The urge to cover up came upon me with all the vigour of a new idea. From the little girl who took delight in running with her brothers in shorts with no t-shirt, despite my mother’s admonitions to cover up, to a self-conscious twelve year once I’d started at secondary school, aware as we dressed for the school play rehearsals that my body was changing.
Cheeky girls stalked behind other girls who had advanced to wearing bras visible under their constumes. They tweaked the back bra straps with a thwack, while they themselves were still of bodies too thin and undeveloped they need not bother with such clothes.
There was one among us, Paulette, who, just on twelve, was as well developed as my mother. Her own children, my mother insisted, were all late developers. She said this proudly as though it might help to halt our inevitable progress into adolescence and adulthood and spare her the rigours of this transition.
One day I woke up and decided it was time to cut my long hair short. I was tired of the way it knotted despite regular brushing, and I hated the plaits my sister forced my hair into every school morning, yanking at them for traction to hold them in place. Other girls in my class sported bobs and shorter hair that could reach their shoulders but none of the full-length Plymouth Brethren style of my once long tresses.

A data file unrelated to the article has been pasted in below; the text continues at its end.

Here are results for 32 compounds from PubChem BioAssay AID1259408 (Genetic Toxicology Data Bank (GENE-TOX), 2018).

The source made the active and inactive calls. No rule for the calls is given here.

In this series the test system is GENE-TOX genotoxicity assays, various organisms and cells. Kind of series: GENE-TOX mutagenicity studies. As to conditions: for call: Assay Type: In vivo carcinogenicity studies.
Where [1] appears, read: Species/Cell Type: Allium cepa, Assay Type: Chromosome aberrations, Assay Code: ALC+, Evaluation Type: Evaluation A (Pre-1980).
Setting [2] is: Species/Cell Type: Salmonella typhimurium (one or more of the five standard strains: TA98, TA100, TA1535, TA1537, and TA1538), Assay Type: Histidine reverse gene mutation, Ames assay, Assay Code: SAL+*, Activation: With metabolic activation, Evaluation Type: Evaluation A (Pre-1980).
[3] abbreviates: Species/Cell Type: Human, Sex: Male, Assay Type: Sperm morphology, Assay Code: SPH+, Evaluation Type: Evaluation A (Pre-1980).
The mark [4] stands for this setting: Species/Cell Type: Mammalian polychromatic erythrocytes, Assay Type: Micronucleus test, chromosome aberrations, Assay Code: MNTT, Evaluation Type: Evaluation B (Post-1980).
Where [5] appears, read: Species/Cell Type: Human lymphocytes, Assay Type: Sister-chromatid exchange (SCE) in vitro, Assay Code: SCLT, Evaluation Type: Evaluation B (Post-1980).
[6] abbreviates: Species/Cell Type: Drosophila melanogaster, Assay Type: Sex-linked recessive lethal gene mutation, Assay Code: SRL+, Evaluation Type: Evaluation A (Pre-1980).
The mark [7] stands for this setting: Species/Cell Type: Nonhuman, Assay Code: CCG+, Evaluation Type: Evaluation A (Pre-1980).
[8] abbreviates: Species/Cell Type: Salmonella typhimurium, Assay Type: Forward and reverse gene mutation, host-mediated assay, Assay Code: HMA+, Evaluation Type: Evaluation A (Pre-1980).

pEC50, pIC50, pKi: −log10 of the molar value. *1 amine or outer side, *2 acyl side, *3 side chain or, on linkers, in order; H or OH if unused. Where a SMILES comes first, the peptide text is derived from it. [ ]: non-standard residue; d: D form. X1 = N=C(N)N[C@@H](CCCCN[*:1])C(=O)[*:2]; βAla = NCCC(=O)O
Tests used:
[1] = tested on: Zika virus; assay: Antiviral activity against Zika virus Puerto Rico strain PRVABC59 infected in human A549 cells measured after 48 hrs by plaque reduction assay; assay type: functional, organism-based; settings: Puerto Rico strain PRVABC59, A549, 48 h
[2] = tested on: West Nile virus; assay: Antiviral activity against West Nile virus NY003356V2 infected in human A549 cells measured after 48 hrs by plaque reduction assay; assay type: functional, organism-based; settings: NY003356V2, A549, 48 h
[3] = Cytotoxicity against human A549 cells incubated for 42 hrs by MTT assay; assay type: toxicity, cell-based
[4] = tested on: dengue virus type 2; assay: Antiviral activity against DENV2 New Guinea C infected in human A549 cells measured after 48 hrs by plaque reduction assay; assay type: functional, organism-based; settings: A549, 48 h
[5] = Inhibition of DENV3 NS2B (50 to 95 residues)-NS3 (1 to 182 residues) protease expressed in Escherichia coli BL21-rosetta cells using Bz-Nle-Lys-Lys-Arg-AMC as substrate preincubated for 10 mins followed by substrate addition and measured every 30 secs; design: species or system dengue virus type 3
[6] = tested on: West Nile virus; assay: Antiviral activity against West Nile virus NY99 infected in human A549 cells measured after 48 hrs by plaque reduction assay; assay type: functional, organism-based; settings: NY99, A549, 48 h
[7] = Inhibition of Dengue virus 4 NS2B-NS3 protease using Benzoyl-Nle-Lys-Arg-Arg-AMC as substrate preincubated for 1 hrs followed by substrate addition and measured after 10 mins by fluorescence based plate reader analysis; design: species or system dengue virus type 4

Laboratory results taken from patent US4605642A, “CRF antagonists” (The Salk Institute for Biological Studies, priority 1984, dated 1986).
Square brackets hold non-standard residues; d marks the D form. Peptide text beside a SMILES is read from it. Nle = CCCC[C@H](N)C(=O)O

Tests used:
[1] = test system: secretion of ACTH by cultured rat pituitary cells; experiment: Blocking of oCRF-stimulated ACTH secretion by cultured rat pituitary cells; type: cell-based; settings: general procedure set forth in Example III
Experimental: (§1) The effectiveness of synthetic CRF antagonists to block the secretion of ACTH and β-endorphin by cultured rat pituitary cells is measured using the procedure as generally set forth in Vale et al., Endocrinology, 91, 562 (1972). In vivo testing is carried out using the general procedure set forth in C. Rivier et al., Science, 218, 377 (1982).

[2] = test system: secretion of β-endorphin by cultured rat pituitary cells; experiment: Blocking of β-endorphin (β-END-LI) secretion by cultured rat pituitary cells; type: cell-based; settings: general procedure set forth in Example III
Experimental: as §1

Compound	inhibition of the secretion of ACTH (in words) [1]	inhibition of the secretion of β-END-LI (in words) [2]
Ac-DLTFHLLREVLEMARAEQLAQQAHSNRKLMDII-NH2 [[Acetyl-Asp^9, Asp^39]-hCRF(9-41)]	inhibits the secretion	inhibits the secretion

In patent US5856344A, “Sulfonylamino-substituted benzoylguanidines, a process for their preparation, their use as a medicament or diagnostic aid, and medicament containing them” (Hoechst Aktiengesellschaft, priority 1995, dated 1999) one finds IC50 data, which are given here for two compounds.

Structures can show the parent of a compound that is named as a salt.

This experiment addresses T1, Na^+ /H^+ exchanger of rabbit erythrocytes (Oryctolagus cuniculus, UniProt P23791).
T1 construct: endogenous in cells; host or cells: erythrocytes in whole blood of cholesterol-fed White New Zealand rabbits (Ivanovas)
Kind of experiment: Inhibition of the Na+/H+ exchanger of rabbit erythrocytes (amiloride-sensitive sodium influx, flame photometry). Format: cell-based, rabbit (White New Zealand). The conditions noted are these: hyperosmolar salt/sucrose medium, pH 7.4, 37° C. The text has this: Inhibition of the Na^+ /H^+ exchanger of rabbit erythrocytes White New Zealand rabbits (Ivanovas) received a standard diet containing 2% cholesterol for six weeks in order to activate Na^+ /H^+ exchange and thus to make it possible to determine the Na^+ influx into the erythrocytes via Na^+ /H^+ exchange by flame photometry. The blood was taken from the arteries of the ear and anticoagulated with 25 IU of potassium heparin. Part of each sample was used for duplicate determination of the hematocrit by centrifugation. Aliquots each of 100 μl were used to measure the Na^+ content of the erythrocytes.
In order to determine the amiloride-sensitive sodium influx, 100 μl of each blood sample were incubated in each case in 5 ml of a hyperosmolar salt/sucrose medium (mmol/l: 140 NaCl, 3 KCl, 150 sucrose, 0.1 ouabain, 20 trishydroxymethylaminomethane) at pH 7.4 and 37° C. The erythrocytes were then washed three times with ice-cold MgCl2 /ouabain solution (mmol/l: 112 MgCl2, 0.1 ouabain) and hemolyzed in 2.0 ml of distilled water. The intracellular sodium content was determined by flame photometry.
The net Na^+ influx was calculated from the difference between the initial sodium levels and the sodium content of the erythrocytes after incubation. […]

It was time to cull, I decided, and as if my request to visit a hair dresser fell on my mother’s ears more loudly than anything else I might have said, she too had made a decision. ‘Time for you to wear a bra.’
I’d been filling out but until then I thought I was the only one who noticed. Mortification set in instantly, especially when my mother dragged out a series of bras from my sister’s cupboard. Bras she no longer fitted. Most of them off-white from too much washing with coloureds. She handed me the smallest cupped contraption and somehow I had to figure out how to put it on.
‘Backwards,’ my sister said. ‘Like this,’ and she imitated with a bra of her own over her jumper. ‘You start with the back at the front, do up the hook and eye, then twist the cups to the front and heave them up like so.’ She looked ridiculous with her bra over her jumper, but I was grateful for the lesson.
After then, whenever we went to the swimming pool and needed to put on bathers, instead of standing visible alongside the rack of clothes hooks in the centre of the room that stood like so many street-lamps above a low bench, I insisted on occupying a cubicle alone.
Matters grew worse when I noticed tiny black sprouts below my navel on my crutch. I had no idea that pubic hair would be part of this shift into womanhood and for some time until I asked my older sister what was happening, I thought there was something wrong with me.
These changes required maximum concealment, as if my body had become a freak made worse by the knowledge it would soon grow into a full woman’s body and then there was no saying how much longer I could hide from my father.